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Moon to cover star Aldebaran

On August 16, 2017 – in the predawn hours – people around the world will see the moon shining quite close to Aldebaran, brightest star in the constellation Taurus the Bull. You’ll also see the constellation Orion the Hunter near the eastern horizon shortly before dawn’s first light. The moon will be there to show you Aldebaran this week, but note that Orion’s Belt points this star. That’s how you can find it, after the moon has left this part of the sky.

If you were at just the right spot on Earth on the morning of August 16 – the Caribbean, northeastern tip of South America and North Atlantic Ocean – you could watch the waning moon occult (or cover over) the star Aldebaran in the wee hours of the morning on August 16. Even though most of the world will not see this occultation, the moon and Aldebaran will still be close together on the morning of August 16. Given clear skies, the moon and Aldebaran should be yours to behold.

As seen from the most of North America, the moon will be to the west of Aldebaran on August 15 and to the east of Aldebaran on August 16. So we won’t see the occultation from our part of the world.

Note the worldwide map below. Everyplace within the solid white lines is in a position to observe the lunar occultation of Aldebaran in the predawn sky on August 16. To the right side of the solid white lines, the short blue lines show where the occultation takes place at morning dawn on August 16. The The dotted red lines show where the occultation happens in a daytime sky on August 16. From anyplace in the viewing area, Aldebaran will disappear behind the moon’s daytime side and then reappear on the nighttime side.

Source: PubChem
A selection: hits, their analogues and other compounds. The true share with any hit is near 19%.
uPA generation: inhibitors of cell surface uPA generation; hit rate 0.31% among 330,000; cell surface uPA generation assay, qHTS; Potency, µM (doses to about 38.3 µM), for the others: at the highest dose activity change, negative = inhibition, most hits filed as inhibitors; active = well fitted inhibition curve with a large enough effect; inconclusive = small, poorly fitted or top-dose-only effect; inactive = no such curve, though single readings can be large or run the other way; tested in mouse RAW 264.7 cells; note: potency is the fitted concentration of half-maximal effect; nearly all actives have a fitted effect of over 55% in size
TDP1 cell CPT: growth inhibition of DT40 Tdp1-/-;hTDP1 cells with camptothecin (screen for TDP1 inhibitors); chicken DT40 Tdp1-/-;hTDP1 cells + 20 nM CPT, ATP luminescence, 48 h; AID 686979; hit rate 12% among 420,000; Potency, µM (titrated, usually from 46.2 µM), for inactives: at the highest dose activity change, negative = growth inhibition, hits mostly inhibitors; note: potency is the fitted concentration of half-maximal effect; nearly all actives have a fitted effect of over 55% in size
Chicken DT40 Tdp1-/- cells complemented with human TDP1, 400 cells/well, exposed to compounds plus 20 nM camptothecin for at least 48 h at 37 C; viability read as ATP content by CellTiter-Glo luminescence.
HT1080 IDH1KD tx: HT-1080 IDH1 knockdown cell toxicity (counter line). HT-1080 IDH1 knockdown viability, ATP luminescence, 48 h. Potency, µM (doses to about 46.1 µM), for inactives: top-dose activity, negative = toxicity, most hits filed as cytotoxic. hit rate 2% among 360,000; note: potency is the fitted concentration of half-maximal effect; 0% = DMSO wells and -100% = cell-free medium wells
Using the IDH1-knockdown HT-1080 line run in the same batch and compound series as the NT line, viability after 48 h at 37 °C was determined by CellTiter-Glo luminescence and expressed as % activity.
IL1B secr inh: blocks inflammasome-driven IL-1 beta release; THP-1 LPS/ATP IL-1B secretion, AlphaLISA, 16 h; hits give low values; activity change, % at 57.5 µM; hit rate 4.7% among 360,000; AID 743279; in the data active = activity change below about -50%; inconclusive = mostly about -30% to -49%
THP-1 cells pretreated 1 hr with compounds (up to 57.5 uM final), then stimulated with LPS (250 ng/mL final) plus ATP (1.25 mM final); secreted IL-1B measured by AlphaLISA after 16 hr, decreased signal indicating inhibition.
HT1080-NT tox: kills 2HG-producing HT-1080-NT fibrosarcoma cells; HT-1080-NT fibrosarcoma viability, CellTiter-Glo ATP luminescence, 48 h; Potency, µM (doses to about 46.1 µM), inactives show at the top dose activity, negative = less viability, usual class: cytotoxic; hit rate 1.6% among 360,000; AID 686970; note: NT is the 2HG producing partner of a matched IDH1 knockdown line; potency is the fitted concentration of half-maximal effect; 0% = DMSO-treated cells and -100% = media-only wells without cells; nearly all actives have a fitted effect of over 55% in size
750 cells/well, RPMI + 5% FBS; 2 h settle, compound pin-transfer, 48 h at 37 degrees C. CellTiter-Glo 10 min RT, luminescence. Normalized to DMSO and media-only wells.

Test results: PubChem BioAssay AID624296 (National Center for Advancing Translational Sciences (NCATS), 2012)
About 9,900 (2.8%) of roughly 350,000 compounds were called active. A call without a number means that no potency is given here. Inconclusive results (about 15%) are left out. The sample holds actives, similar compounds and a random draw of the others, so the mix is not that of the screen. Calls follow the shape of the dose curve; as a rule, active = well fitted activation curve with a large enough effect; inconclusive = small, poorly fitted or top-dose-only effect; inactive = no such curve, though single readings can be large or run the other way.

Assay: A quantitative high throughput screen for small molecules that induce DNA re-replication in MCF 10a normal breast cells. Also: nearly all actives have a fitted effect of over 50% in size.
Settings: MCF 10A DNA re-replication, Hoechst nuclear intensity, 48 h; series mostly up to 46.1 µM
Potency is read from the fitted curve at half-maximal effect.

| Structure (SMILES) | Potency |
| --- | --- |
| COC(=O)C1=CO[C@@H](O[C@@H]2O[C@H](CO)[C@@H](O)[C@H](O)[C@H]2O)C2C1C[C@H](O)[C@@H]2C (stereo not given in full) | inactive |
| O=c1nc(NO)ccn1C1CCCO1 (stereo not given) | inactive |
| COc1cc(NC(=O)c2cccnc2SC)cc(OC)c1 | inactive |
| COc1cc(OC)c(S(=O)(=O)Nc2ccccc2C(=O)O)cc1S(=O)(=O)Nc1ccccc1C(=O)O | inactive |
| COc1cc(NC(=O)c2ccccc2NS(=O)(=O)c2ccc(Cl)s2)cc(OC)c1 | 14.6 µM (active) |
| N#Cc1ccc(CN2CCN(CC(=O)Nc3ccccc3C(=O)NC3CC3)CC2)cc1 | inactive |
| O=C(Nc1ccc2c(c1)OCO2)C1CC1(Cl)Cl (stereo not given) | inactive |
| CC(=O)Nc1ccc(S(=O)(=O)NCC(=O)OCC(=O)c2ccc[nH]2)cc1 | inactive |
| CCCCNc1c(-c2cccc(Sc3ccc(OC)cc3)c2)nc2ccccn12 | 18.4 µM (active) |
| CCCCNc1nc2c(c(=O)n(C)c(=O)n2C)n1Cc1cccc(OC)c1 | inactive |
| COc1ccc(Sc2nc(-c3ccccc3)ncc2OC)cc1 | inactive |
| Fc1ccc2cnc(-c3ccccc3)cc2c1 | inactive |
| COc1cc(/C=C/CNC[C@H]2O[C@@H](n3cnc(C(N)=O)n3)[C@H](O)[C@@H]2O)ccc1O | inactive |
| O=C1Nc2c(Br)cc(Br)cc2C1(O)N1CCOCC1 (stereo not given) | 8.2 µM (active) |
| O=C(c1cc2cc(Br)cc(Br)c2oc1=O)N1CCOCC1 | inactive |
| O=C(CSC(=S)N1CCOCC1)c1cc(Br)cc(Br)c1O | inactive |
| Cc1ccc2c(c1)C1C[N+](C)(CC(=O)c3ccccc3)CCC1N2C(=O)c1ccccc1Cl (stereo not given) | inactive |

Worldwide map via IOTA. Everyplace inside the solid white lines is in a position to see the lunar occultation of Aldebaran in the predawn sky on August 16, 2017.

For your convenience, we list some occultation times in local time below:

Lunar occultation of Aldebaran on August 16, 2017

Bridgetwon, Barbados
Occultation starts (Aldebaran disappears): 12:57 a.m. local time
Occultation ends (Aldebaran reappears): 1:53 a.m. local time

Paramaribo, Suriname, South America
Occultation starts (Aldebaran disappears): 1:57 a.m. local time
Occultation ends (Aldebaran reappears): 2:41 a.m. local time

Nouachott, Mauritania, Africa
Occultation starts (Aldebaran disappears): 5:55 a.m. local time
Occultation ends (Aldebaran reappears): 6:24 a.m. local time

Tehran, Iran
Occultation starts (Aldebaran disappears): 11:20 a.m. local time
Occultation ends (Aldebaran reappears): 12:22 p.m. local time

Click here to find out the occultation times for well over a thousand localities in Universal Time. You must convert to your local clock time to know when Aldebaran disappears behind the lit side of the moon and then reappears on the moon’s dark side.

How do I translate Universal Time to my time?

This month’s occultation of Aldebaran is part of a series of 49 monthly occultations of this star by the moon. The first occultation of this series of started on January 29, 2015, and the final occultation of the series will conclude on September 23, 2018.

But no matter where you live worldwide, look for the moon to shine in the vicinity of the star Aldebaran during the predawn hours on August 16, 2017.

Bottom line: If you’re a night owl or early bird, watch the moon pass in front of the constellation Taurus the Bull over the next few days.

Moon on the morning of July 28, 2016, the morning of its occultation of the star Aldebaran (shown at left). Photo by Lunar 101-MoonBook.

Moon on the morning of July 28, 2016, shortly before it occulted the star Aldebaran (shown at left). Photo by Lunar 101-MoonBook.

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Bruce McClure

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